By Mike Koger, AIA, Esq., Director and Counsel, AIA Contract Documents
February 28, 2022
If you’re a contractor, you likely know that you are supposed to review submittals before passing them forward to the architect. But what, if anything, does your review signify? Are you taking any risks by rubber stamping a subcontractor’s submittal and forwarding it along without doing a thorough review? The answers to these questions can be found in Section 3.12.6 of the A201-2017, General Conditions of the Contract for Construction:
§ 3.12.6 By submitting Shop Drawings, Product Data, Samples, and similar submittals, the Contractor represents to the Owner and Architect that the Contractor has (1) reviewed and approved them, (2) determined and verified materials, field measurements and field construction criteria related thereto, or will do so, and (3) checked and coordinated the information contained within such submittals with the requirements of the Work and of the Contract Documents.
Section 3.12.6 makes clear that the contractor’s mere act of submitting shop drawings, product data, samples, or similar submittals is a representation to the owner and architect that, among other listed things, the contractor has reviewed and approved them. The contractor’s “approval” of the submittal requires the contractor’s independent evaluation of the submittal for compliance with the contract requirements. A contractor who merely receives and stamps the submittal without performing this independent evaluation has not complied with its obligations.
If the contractor forwards submittals without performing the obligations in Section 3.12.6, it could be at risk for any errors or complications that could have been discovered had the contractor performed a proper review. Part of the reason for the submittal review process is to allow the architect and owner one last opportunity to decide whether the specified product or system will satisfy the owner’s needs. The contractor’s submittal review, which occurs immediately before the architect’s review, helps to ensure that the architect is looking at a submittal that has already been vetted by the contractor for field measurements and field construction criteria. So yes, contractors should always perform a thorough review of submittals in accordance with Section 3.12.6 before handing them off to the architect. The contractor’s submittal submissions not only come with important representations, but also help identify problems with submittals before they are handed over to the architect.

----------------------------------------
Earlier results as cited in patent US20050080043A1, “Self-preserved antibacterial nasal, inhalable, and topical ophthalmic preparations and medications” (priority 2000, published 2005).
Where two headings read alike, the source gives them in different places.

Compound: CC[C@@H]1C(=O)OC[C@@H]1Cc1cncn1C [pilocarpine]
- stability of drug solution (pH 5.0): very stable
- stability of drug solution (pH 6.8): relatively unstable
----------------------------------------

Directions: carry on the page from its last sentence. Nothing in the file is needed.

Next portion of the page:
AIA Contract Documents has provided this article for general informational purposes only. The information provided is not legal opinion or legal advice and does not create an attorney-client relationship of any kind. This article is also not intended to provide guidance as to how project parties should interpret their specific contracts or resolve contract disputes, as those decisions will need to be made in consultation with legal counsel, insurance counsel, and other professionals, and based upon a multitude of factors.